Music

Justin Ancheta: Plant

Justin Ancheta can come off at times as a San Francisco-flavored Jack Johnson, but he and his band definitely have a promising start here.


Justin Ancheta

Plant

Label: Justin Ancheta Band
US Release Date: 2013-04-09
UK Release Date: 2013-04-09
Artist Website
Amazon
iTunes

Justin Ancheta's Plant is a fine, unassuming full-length album. His website refers to his music as reggae flavored funk and jazz -- this fits most of the time, with reggae featuring most prominently in the mix. At times he sounds like a San Francisco flavored Jack Johnson - albeit a more permanently relaxed Jack Johnson.

Opening "Forever" paints a slow-burning blues-pop groove with just the lightest touch of reggae hints -- a fine song to spark up some incense and relax in the twilight under the glow of tiki torches. "Truth Existence" continues by setting the tone for the rest of the disc. Ancheta's activist nature is shot through this entire disc -- and while the very word can summon images of treacly, over-wrought hand-wringers, he mostly avoids this trap. "Better Predicament" is a gleefully overflowing kaleidoscope of instrumentation -- still gently rolling along, but rocking a bit harder than anything before it. The singing slips into almost rapping at times, but never feels unnatural or forced.

After such an overflowing (yet still tasteful) mix, more plaintive moments like "Outer Space" and "Wander" are a welcome relaxation to the whole proceeding. "Wander" even manages to switch with ease between the same rapid-fire delivery found in "Better Predicament" and a more slowed-down vocal style. If you're more in it for the faster-moving numbers, there are still few to be found here, but "Counter Culture" pulls off the nifty trick of "rocking" and having a full-fledged sound, even as it rides a delicate reggae beat along -- complete with full throated vocals, trumpet interludes, even the occasional scratch. Once again Ancheta shows a knack for the everything and the kitchen sink folk track. Too much and it gets cluttered, but with this one he pulls off the just right effect. "Simmer Down" is a funny title for a track so bubbly and over-flowing with energy, but still a fine track just the same. It gets a bit fat near the end with the trumpet solo -- highlighting an issue found elsewhere on this album.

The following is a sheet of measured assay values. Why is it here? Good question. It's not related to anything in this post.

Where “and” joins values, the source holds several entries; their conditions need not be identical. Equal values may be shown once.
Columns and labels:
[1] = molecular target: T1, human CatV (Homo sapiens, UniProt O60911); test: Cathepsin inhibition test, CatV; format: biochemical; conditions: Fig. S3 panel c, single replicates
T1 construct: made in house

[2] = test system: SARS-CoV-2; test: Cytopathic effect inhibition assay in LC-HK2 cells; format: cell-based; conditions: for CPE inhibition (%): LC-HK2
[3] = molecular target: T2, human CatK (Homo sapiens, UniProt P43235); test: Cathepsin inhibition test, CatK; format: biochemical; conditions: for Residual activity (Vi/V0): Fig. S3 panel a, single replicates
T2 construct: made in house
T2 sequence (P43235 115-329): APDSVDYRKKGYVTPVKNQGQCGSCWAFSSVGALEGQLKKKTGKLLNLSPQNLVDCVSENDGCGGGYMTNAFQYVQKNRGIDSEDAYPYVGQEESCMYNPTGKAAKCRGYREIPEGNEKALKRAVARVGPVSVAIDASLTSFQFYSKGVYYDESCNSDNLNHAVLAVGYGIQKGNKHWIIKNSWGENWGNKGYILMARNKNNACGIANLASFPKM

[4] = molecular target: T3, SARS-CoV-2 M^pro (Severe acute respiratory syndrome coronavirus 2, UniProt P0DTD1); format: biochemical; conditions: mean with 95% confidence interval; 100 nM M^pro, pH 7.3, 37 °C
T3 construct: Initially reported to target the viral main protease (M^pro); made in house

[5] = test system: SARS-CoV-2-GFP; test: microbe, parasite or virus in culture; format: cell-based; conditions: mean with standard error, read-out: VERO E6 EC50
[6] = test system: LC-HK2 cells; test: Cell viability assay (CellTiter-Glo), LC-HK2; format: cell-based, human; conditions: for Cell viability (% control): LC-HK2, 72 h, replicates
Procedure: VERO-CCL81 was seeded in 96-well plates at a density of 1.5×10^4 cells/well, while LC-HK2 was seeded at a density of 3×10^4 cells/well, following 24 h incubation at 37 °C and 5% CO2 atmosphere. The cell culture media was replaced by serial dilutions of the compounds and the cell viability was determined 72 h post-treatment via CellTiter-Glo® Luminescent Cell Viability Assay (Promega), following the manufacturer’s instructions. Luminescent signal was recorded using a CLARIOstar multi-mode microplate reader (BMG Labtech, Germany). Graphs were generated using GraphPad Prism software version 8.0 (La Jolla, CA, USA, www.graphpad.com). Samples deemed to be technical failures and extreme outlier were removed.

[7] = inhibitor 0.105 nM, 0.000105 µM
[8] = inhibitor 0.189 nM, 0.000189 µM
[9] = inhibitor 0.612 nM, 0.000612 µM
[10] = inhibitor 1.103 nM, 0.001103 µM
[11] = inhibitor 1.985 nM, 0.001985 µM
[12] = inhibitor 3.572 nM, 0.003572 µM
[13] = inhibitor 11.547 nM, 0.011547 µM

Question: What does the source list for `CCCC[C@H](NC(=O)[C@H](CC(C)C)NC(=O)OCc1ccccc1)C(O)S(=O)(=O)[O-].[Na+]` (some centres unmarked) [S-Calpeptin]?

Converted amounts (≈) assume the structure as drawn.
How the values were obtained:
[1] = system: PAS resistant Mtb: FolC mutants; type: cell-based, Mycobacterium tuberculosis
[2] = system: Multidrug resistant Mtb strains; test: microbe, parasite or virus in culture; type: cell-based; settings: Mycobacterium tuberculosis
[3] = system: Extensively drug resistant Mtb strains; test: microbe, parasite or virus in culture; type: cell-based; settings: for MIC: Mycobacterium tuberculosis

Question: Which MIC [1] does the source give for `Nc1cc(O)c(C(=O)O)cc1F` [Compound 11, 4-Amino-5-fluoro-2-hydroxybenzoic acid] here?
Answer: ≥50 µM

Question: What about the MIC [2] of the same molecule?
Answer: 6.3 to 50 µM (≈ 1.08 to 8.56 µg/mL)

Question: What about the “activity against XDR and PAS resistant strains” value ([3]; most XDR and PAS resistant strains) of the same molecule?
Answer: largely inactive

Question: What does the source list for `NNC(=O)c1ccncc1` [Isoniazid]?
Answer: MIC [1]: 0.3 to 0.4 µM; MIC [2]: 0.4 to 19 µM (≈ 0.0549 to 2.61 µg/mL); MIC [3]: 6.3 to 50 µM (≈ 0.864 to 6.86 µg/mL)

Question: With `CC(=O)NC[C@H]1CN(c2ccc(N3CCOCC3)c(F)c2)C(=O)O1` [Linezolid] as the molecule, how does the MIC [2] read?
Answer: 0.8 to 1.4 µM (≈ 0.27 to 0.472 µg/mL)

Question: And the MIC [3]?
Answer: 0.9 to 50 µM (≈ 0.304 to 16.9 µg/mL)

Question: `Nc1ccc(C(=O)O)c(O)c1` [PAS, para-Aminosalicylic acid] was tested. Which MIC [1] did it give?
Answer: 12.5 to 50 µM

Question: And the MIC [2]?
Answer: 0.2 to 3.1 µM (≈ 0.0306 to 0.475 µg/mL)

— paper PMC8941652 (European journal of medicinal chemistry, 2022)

The solo excursions and mid song breakdowns show clear-headed, intelligent playing, but sometimes linger on just a bit too long. They are the kind of free-form experimentation that is far more easy to appreciate in a live setting -- on a studio disc it is too easy for these moments to sound like padding. Album closer "Livin' It Up" has one foot in the blues, the other in jazz-folk, and is a fine track to end things on -- not just for the lively energy, but the way it makes the listener leave wanting more.

Plant wins largely on the organic feel and lush sound. Too often artists who create this kind of music fall back on studio trickery to "liven up" the performance. Often, it has the opposite effect, and a lively, organic performance sounds like just another studio creation. Still organic, but too polished. It wins and fails, as sometimes the recording captured is too raw -- a testament to how hard it is to capture live-sounding music on CD -- and yet none of these songs give the impression they would sound bad live. Overall a promising start, and balancing out the approach on future albums should only see better things to come for this band.

6

Music

Books

Film

Recent
Film

NYFF: 'Notturno' Looks Passively at Chaos in the Middle East

Gianfranco Rosi's expansive documentary, Notturno, is far too remote for its burningly immediate subject matter.

Music

The Avett Brothers Go Back-to-Basics with 'The Third Gleam'

For their latest EP, The Third Gleam, the Avett Brothers leave everything behind but their songs and a couple of acoustic guitars, a bass, and a banjo.

Music

PM Picks Playlist 1: Rett Madison, Folk Devils + More